COLUMBUS, Ohio — Following the Supreme Court’s recent decision to overturn Roe v. Wade, the state of Ohio banned abortions after six weeks, or 42 days, of pregnancy. Now, researchers from The Ohio State University find that prior to this new law, roughly nine in 10 Ohioans seeking abortion care did so after the sixth week of their pregnancy.
Study authors also report one in four Ohio abortion patients didn’t even know they were pregnant until after six weeks had passed. Even among those who did know prior to the six-week mark, 86 percent still had their abortions after 42 days or longer. These findings are based on a survey conducted between 2020 and 2021, encompassing 1,141 abortion patients.
A limited window for a life-changing decision
These results suggest a significant portion of people who want to terminate a pregnancy won’t be able to get an abortion in Ohio.
“Regardless of when pregnancy is discovered, six-week bans disrupt care for nearly all patients,” says lead study author Abigail Norris Turner, a professor in the colleges of medicine and public health at Ohio State, in a university release.
“Obviously everyone who doesn’t know they’re pregnant until after six weeks gestation can’t get an abortion in our state. But when you also consider the requirement of at least two clinic visits, a mandatory 24-hour waiting period, staff shortages and high demand, among other factors, some people who know they are pregnant before six weeks are likely still not going to be able to get abortions before the six-week limit.”
The research team also set out to ascertain if people who knew they were pregnant before six weeks had a different “deliberation window” than others who learned they were pregnant later on. The survey indicates both groups of patients generally contacted an abortion clinic two to three days after finding out about their pregnancy.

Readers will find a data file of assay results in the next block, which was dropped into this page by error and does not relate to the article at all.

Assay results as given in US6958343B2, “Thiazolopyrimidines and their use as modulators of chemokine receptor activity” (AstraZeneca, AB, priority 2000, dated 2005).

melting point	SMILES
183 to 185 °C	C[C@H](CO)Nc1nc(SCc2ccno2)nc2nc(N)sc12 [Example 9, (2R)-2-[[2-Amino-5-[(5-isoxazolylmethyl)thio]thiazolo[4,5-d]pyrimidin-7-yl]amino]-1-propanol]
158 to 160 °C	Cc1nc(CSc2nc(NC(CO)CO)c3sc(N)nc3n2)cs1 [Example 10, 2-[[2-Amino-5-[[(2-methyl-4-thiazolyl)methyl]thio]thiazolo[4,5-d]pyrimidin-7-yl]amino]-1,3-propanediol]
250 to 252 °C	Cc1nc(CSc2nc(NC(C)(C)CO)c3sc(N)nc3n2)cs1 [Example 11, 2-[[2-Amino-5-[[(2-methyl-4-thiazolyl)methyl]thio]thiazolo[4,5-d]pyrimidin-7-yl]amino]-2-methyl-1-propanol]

Overall, the average gestation time for when a woman discovers their pregnancy is 34 days, which is a week before the current law deems abortion illegal in Ohio. Meanwhile, the average time between pregnancy discovery and termination is 22 days. Researchers also note later pregnancies were more common among Ohioans with fewer educational and financial resources.
“Many people choose abortion because they don’t have enough money or want to pursue higher education before raising children. We learned in this study that those same factors are associated with not knowing you are pregnant until after six weeks — so people in this position are trapped,” Prof. Norris Turner explains.
Bans could have ‘lasting harmful impacts’
Researchers say their work highlights the importance of keeping pregnancy tests on hand, using the tests early enough, and taking care of any pregnancy-related medical appointments as soon as possible.
There will inevitably be many people who don’t find out they’re pregnant until after the six-week mark. For these individuals, study authors say funds for out-of-state travel, childcare, and overnight accommodations will be essential.
“There is no public health or medical reason to have a six-week ban on abortion, and it isn’t what patients need or want. Such a ban will have lasting harmful impacts on the people who need to travel for an abortion or who are forced to carry a pregnancy to term,” concludes study co-author Alison Norris, associate professor public health and medicine at Ohio State.
The study is published in the American Journal of Obstetrics and Gynecology.